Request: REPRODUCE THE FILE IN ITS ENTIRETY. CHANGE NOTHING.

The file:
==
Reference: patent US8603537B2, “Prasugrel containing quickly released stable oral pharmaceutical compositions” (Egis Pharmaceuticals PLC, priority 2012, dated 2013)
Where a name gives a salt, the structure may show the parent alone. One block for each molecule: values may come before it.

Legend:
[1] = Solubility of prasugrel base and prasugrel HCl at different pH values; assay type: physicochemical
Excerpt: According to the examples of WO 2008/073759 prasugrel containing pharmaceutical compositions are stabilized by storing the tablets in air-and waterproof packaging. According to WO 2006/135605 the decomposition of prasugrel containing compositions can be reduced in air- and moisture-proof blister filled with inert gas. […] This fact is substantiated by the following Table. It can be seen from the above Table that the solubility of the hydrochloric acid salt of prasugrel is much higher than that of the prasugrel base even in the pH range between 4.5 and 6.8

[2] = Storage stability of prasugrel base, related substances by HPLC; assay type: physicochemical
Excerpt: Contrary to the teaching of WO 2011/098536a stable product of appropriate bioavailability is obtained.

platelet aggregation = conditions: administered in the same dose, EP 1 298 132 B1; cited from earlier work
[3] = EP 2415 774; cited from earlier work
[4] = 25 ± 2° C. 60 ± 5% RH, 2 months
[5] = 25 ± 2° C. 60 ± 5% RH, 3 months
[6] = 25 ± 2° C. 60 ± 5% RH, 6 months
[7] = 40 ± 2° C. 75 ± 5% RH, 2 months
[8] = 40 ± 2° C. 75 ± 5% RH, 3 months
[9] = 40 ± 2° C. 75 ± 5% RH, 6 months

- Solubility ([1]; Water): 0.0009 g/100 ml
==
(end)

Reference: patent US8603537B2, “Prasugrel containing quickly released stable oral pharmaceutical compositions” (Egis Pharmaceuticals PLC, priority 2012, dated 2013)
Where a name gives a salt, the structure may show the parent alone. One block for each molecule: values may come before it.

Legend:
[1] = Solubility of prasugrel base and prasugrel HCl at different pH values; assay type: physicochemical
Excerpt: According to the examples of WO 2008/073759 prasugrel containing pharmaceutical compositions are stabilized by storing the tablets in air-and waterproof packaging. According to WO 2006/135605 the decomposition of prasugrel containing compositions can be reduced in air- and moisture-proof blister filled with inert gas. […] This fact is substantiated by the following Table. It can be seen from the above Table that the solubility of the hydrochloric acid salt of prasugrel is much higher than that of the prasugrel base even in the pH range between 4.5 and 6.8

[2] = Storage stability of prasugrel base, related substances by HPLC; assay type: physicochemical
Excerpt: Contrary to the teaching of WO 2011/098536a stable product of appropriate bioavailability is obtained.

platelet aggregation = conditions: administered in the same dose, EP 1 298 132 B1; cited from earlier work
[3] = EP 2415 774; cited from earlier work
[4] = 25 ± 2° C. 60 ± 5% RH, 2 months
[5] = 25 ± 2° C. 60 ± 5% RH, 3 months
[6] = 25 ± 2° C. 60 ± 5% RH, 6 months
[7] = 40 ± 2° C. 75 ± 5% RH, 2 months
[8] = 40 ± 2° C. 75 ± 5% RH, 3 months
[9] = 40 ± 2° C. 75 ± 5% RH, 6 months

- Solubility ([1]; Water): 0.0009 g/100 ml